July 12th, 2024

Police shouldn’t be investigating police

By Letter to the Editor on July 21, 2021.

With regard to the article in the Herald dated July 15 clearing police of any misconduct dealing with the storm trooper incident:
I view this incident a little different than our police chief and the Medicine Hat police. We still have police investigating police.
The brothers in blue are going to protect each other regardless of location.
When the Lethbridge police got the 911 call about a person with a firearm they didn’t know what they were going to encounter.
The police drew their weapons not pointing them at the storm trooper and ordered the storm trooper to drop the weapon and get down on the ground.
The article states that the storm trooper dropped the weapon and got down on her knees.
With the storm trooper on her knees and no longer in possession of a weapon, the threat of harm to the police or the public was removed. It was obvious that the person in the storm trooper costume had very little chance of escape.
With the weapon not in possession of the storm trooper and having her on her knees and the police behind her taking off her helmet, the police had complete control of the situation.
Why was it necessary to push her face to the ground giving her a bloody nose? This is what is called excessive force.
We have a new police chief but it appears nothing has really changed. The new chief has nice words but actions don’t seem to go with the words.
Police are still investigating police. Misconduct taking as much as four years to be dealt with is unacceptable.
The majority of police do a great job and I’m thankful they are there when needed. The incidents I write about are what is portrayed in the media.
I was not on the scene to witness any incident so could be out of line and am willing to be corrected.
Doug Neal

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Dennis Bremner

I also have some issues with the way this occurred. How can a police force suggest it can calm a situation with negotiators and “risk assessment scenario’s” when it was needed in this case. At what point did the sirens blazing, and the screeching of tires and guns raised over the rear of the car seem somewhat of a stretch for someone wearing a storm troopers suit?
At what point should someone have said hmmm the person in that suit cannot hear us that well, so lets bring out the LOUD HAILER and ask the person to remove their head gear. Then once the head gear was removed. Then the person could be talked too. Laying down the plastic gun could have been one of the early commands after two way communications is established and then having the person step back 6-8 steps away from the gun so an officer could then take a look at the weapon.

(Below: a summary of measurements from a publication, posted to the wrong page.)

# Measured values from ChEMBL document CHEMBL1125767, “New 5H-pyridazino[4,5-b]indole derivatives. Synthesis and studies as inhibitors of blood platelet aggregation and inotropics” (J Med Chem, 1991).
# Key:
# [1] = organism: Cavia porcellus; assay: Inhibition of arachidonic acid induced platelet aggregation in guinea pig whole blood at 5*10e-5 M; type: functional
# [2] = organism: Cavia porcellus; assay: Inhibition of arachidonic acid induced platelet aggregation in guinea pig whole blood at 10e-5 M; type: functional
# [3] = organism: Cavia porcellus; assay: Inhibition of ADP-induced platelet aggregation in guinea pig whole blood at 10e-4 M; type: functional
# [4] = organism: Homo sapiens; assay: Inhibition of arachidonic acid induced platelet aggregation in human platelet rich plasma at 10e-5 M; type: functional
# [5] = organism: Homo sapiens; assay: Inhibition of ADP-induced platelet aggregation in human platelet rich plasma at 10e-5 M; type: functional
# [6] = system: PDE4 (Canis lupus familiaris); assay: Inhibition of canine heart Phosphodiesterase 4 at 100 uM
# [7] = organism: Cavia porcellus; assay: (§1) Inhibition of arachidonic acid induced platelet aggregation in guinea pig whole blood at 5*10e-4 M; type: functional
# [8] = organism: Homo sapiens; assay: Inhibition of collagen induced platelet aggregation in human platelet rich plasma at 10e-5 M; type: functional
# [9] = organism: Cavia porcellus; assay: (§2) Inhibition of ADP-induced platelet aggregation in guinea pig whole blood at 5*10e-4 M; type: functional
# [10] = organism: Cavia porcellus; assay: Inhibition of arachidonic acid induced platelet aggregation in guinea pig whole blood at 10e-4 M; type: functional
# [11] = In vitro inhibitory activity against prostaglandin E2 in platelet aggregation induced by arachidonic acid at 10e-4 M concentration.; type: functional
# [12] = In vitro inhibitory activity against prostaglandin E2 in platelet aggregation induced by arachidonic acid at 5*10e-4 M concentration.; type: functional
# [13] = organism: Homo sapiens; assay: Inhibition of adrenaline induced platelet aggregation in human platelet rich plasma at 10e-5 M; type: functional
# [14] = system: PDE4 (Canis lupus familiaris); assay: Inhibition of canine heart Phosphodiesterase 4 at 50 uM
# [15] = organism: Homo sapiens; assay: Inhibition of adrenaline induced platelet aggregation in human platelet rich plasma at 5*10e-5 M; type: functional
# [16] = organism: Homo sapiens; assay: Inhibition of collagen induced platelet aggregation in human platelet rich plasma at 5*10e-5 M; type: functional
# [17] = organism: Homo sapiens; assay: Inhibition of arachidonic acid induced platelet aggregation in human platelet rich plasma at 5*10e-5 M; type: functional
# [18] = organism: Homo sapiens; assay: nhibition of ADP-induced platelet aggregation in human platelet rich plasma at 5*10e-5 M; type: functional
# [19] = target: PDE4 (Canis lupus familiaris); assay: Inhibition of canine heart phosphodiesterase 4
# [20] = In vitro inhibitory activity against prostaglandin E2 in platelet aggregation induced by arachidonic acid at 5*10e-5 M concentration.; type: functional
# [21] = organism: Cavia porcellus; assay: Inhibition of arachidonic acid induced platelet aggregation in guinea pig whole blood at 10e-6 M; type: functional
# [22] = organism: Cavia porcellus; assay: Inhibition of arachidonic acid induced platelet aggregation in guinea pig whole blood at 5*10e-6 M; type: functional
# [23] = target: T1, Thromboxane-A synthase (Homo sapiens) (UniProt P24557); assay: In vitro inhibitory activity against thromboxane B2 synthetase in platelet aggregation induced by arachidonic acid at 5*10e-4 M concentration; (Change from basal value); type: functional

So if the Medicine Hat Police and the LAPS department see nothing wrong with the way they conducted themselves then perhaps one should be very very concerned about their Mentally handicapped, or Autistic or Deaf Child running into the exact same situation with possibly far worse results.
I was not there either, but I have spent my fair share of time as Shore Patrol for the Navy, and Drunk people do not comprehend well and many a time the person was wielding what could be seen as a weapon. 2×4, stick, pipe, etc.
In the many years I was in the Navy, no one was shot and very few ended up with even the injuries this young girl ended up with because through negotiations and communications the person dropped the pipe 2×4 etc.
So the Medicine Hat Police and LAPS seem to be on the same page in this matter, I tend to think they are both on the wrong page. This incident will be shown in the future that someone should have been taken to task for this. A more severe misunderstanding in the future , which will happen, with likely result in greater injuries that could have been avoided. This was a “Learning experience” and things should have been learned, I don’t think that occurred here which is to bad, “for us”!

Last edited 2 years ago by Dennis Bremner

excellent letter, and great follow up by db.
the process is set up to be whitewashes made to look legitimate. anyone have any idea what the is the percent of cops charged in canada that end up in real convictions?